Lawmakers consider borrowing $107B to pour into Illinois pensions
Record-breaking borrowing to fund Illinois' even more massive pension debt is no real solution to the state's pension problem.
Illinois state lawmakers on Jan. 30 heard a proposal to borrow more than $107 billion to fund pensions. If implemented, it would be the biggest debt sale in municipal bond market history.
Lawmakers discussed the proposal in the House Personnel & Pensions Committee.
The State Universities Annuitants Association, or SUAA, claims the plan will save the state $103 billion in the next 25 years. But baked into that estimate are assumptions regarding borrowing and investment returns that are by no means guaranteed.
Illinois’ pension debt is as high as $250 billion, according to Moody’s Investment Service. The SUAA plan is supposed to bring Illinois’ five public pension systems from 38 percent funded to 90 percent funded in a single surge of borrowing.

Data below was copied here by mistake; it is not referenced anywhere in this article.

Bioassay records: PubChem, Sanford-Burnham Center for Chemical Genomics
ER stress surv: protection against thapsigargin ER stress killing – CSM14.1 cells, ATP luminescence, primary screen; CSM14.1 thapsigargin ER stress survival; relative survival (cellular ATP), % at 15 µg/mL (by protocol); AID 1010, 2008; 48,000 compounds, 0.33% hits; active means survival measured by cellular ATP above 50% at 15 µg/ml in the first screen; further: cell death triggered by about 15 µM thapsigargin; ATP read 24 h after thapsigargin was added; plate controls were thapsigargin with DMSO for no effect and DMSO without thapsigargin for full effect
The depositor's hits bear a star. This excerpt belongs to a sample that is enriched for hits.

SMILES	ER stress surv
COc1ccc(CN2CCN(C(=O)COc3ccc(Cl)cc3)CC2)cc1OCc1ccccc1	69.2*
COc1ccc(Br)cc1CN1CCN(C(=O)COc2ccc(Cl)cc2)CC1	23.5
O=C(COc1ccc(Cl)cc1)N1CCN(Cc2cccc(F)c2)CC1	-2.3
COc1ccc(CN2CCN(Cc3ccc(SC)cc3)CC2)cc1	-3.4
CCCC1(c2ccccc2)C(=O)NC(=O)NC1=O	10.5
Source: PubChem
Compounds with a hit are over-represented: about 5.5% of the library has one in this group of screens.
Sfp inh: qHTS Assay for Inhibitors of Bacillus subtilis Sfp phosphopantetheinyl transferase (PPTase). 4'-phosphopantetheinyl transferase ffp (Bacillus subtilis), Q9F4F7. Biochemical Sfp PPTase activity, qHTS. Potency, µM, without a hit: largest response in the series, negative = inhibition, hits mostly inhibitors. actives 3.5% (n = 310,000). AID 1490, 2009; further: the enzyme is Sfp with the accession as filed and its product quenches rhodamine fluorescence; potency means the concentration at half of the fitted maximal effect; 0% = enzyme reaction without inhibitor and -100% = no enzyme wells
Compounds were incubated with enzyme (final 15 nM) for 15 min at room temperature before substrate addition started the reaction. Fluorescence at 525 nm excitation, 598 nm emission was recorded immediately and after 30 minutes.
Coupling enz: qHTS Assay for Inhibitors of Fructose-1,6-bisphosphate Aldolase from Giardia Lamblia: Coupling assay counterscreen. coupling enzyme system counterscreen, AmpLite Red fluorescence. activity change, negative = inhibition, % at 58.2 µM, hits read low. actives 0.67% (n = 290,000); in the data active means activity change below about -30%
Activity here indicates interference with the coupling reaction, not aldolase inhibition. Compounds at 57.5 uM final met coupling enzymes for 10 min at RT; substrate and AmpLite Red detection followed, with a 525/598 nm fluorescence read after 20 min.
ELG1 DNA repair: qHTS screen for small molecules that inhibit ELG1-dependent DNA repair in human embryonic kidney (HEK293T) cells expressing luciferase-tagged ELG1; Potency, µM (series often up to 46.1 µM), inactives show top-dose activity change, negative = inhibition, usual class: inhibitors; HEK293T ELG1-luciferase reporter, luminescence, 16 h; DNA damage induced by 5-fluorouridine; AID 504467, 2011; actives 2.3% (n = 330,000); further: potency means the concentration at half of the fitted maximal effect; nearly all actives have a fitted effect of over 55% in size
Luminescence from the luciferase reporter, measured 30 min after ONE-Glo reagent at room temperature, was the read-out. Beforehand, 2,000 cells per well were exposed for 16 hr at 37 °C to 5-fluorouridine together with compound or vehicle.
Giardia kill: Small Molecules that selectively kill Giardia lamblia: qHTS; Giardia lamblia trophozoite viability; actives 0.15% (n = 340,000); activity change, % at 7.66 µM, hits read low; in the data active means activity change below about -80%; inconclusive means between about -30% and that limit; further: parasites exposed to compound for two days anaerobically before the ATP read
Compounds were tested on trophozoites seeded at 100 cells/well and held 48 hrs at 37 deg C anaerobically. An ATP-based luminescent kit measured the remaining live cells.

But Illinois’ credit rating is already just one notch above junk – the worst in the nation. Taking on a record amount of debt will do that credit rating no favors.
Not only that, but the association’s proposal ignores the root of the issue: the exploding cost of Illinois pensions.
The first step Illinois must take toward real pension reform is simple – new employees should be moved into a defined-contribution plan that they can control, and existing employees should be given the option to opt in. The plan should be modeled after the self-managed plan that’s been offered to state university employees for nearly 20 years.
What Illinois does not need is a new scheme to ruin its credit rating while perpetuating the failures of the current pension system.